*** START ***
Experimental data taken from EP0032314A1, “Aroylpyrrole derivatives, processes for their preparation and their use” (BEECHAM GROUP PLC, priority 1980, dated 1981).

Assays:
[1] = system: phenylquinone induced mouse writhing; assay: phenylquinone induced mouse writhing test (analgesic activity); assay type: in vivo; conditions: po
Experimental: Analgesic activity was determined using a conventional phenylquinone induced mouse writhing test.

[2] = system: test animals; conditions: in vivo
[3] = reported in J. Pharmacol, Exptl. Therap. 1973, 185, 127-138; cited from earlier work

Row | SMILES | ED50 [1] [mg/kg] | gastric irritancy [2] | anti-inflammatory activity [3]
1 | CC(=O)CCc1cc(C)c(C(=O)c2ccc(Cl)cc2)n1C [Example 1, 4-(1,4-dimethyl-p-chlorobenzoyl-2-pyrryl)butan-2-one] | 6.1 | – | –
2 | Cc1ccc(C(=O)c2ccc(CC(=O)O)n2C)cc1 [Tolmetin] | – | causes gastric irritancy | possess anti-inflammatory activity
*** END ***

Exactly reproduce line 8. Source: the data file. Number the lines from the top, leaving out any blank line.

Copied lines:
1 | CC(=O)CCc1cc(C)c(C(=O)c2ccc(Cl)cc2)n1C [Example 1, 4-(1,4-dimethyl-p-chlorobenzoyl-2-pyrryl)butan-2-one] | 6.1 | – | –